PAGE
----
Fischer, K. M., A. Li, D. W. Forsyth, and S.-H. Hung, Imaging three-dimensional anisotropy with broadband seismometer arrays, Seismic Earth: Array Analysis of Broadband Seismograms, AGU Geophysical Monograph, A. Levander and G. Nolet, eds., 99-106, 2005.

Li, A., D. W. Forsyth, and K. M. Fischer, Shear wave structure and azimuthal anisotropy beneath eastern North America from Rayleigh wave tomography, J. Geophys. Res., 108, 2362, doi:10.1029/2002JB002259, 2003.

Fischer, K. M., Waning buoyancy in the crustal roots of old mountains, Nature, 417, 933-936, doi:10.1038/nature00855, 2002.

Li, A., K. M. Fischer, S. van der Lee, and M. E. Wysession. Crust and upper mantle discontinuity structure beneath eastern North America, J. Geophys. Res., 107, doi: 10.1029/2001JB000190, 2002.

Fouch, M. J., K. M. Fischer, E. M. Parmentier, M. E. Wysession, and T. J. Clarke, Shear-wave splitting, continental keels, and patterns of mantle flow, J. Geophys. Res., 105, 6255-6275, 2000.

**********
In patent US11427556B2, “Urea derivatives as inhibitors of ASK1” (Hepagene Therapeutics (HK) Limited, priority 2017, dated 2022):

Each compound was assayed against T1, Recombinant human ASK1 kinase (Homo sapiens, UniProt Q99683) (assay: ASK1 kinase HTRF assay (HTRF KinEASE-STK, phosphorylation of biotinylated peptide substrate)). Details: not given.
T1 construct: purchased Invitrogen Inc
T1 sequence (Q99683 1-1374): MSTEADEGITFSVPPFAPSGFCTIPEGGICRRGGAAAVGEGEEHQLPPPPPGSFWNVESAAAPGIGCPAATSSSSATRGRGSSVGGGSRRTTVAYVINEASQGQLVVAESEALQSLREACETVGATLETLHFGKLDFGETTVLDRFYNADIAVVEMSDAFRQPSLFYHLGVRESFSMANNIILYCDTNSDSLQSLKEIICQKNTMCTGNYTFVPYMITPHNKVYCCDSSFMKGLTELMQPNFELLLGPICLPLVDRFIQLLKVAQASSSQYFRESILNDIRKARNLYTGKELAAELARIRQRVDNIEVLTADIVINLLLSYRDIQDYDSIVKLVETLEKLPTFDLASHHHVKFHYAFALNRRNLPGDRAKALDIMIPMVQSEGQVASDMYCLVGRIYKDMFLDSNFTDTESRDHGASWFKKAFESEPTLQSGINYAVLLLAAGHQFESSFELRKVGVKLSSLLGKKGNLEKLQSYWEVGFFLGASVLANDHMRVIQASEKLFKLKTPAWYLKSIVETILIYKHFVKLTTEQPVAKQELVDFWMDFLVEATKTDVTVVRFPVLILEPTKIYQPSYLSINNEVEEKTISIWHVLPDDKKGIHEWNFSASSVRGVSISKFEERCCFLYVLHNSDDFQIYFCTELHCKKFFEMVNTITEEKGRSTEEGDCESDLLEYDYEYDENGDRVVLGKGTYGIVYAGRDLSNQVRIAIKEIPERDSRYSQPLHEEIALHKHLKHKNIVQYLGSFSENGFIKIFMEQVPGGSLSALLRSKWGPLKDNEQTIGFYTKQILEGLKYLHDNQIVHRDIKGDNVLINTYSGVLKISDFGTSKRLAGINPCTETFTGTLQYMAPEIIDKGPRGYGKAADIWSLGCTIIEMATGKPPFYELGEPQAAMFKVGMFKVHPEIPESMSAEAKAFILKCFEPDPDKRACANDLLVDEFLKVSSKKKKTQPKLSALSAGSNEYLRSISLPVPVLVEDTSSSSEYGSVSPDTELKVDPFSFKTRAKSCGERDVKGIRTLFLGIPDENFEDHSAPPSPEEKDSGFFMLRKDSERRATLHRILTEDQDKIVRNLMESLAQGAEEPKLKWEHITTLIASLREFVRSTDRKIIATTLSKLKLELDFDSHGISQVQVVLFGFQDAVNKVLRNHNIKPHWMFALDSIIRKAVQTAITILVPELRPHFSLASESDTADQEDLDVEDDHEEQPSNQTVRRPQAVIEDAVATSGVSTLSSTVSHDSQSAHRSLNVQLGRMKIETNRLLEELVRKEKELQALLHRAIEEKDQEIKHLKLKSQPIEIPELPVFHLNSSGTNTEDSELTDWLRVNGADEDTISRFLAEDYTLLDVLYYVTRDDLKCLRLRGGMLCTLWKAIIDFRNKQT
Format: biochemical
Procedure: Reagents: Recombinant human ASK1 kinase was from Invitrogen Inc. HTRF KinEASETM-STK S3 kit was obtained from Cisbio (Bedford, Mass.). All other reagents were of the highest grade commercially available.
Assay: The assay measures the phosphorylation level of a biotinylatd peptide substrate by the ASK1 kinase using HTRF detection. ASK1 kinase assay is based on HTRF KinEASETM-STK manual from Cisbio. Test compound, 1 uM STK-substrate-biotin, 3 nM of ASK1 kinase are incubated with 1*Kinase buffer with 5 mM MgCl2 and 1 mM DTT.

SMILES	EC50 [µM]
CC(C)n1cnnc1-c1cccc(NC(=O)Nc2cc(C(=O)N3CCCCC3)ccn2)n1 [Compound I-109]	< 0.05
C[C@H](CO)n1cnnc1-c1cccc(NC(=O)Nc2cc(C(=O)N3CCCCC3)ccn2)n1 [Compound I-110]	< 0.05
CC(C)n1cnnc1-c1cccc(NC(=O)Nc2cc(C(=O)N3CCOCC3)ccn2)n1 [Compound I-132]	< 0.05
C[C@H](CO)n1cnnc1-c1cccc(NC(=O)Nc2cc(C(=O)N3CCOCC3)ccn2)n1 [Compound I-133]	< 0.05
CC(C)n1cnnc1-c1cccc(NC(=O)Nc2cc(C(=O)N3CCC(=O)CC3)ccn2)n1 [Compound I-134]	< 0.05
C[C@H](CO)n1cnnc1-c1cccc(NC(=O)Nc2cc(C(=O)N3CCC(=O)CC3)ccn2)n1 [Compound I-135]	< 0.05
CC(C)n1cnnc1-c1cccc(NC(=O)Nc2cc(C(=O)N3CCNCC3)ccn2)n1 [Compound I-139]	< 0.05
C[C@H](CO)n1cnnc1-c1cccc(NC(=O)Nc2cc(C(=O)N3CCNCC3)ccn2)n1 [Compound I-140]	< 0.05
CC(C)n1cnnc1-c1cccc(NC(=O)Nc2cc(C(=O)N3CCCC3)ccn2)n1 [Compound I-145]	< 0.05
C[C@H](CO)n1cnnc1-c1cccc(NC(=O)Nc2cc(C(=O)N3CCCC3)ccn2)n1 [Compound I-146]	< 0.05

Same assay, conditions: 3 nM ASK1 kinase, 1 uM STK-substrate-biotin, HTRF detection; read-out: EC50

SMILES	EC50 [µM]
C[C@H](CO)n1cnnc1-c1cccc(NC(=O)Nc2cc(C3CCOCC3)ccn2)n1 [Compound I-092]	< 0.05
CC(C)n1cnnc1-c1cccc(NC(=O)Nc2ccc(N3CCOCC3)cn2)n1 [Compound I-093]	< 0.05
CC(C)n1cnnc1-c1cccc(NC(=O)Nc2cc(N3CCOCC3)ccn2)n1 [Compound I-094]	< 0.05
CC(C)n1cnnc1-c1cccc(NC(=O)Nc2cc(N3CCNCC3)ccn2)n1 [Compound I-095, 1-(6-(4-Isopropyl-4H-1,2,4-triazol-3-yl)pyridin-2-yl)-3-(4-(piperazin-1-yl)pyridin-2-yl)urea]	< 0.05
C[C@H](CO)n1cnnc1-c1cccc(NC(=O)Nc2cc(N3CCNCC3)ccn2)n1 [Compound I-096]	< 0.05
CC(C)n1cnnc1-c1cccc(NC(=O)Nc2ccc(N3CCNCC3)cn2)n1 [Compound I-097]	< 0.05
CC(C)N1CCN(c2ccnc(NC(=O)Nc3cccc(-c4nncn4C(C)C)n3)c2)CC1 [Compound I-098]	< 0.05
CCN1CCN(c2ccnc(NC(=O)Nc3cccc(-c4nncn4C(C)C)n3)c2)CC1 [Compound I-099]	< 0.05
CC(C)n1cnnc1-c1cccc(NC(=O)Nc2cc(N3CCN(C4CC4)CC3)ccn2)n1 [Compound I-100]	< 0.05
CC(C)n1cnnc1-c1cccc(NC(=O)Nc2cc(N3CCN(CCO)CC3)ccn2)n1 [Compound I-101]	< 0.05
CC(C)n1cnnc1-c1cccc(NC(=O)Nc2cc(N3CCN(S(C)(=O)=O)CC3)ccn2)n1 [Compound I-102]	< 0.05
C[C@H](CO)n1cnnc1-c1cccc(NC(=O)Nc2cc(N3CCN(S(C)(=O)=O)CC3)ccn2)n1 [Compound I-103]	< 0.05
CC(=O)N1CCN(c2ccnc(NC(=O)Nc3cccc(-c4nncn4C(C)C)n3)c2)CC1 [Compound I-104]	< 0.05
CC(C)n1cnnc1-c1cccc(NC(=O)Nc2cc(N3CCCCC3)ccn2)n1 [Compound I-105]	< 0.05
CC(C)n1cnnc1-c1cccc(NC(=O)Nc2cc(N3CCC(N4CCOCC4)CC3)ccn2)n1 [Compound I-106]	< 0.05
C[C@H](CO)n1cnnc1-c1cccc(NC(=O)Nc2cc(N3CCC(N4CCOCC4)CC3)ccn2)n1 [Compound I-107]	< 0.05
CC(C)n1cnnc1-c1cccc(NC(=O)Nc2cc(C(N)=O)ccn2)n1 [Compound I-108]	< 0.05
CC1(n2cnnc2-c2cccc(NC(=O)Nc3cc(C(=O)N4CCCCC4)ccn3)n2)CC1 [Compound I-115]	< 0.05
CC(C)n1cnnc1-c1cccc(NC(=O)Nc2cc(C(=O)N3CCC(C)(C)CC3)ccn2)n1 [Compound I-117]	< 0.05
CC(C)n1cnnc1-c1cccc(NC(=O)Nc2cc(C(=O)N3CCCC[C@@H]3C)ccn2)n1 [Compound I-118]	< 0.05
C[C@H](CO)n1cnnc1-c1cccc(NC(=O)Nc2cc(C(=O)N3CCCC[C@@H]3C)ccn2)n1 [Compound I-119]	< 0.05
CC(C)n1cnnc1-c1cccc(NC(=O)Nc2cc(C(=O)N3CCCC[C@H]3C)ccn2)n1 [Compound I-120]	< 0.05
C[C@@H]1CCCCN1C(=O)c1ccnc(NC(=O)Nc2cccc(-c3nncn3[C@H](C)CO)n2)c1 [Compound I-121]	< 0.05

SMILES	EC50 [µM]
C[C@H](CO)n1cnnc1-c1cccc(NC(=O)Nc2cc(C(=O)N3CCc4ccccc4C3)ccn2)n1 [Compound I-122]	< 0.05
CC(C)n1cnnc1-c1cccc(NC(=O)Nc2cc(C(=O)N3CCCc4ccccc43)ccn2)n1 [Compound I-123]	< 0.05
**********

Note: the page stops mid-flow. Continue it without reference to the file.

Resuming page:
Li, A., K. M. Fischer, M. E. Wysession, and T. J. Clarke, Mantle discontinuities and temperature under the North American continental keel, Nature, 395, 160-163, 1998.

For additional papers please see publications list.

These studies involved waveform data from three deployments of broadband seismometers in eastern North America: the 28 station 2001-2002 Florida to Edmonton Broadband Seismometer Experiment (FLED), the 18 station 1995-1996 Missouri-Massachusetts Broadband Seismometer Experiment (MOMA), and the 4 station 1997-1999 NOMAD experiment in New York and Connecticut. The FLED and MOMA experiments were collaborations with Michael Wysession (Washington University, St. Louis), and all experiments used instruments from IRIS/PASSCAL. Analysis of data from these arrays and adjacent permanent stations have yielded a variety of results that range from quantification of crustal thickening beneath the Appalachian orogen to constraints on how the shape of the continental lithosphere interacts with deeper mantle flow.

Funding for this research was provided by the EarthScope and Geophysics Programs of the National Science Foundation.

Brown faculty collaborators:

Don Forsyth
Marc Parmentier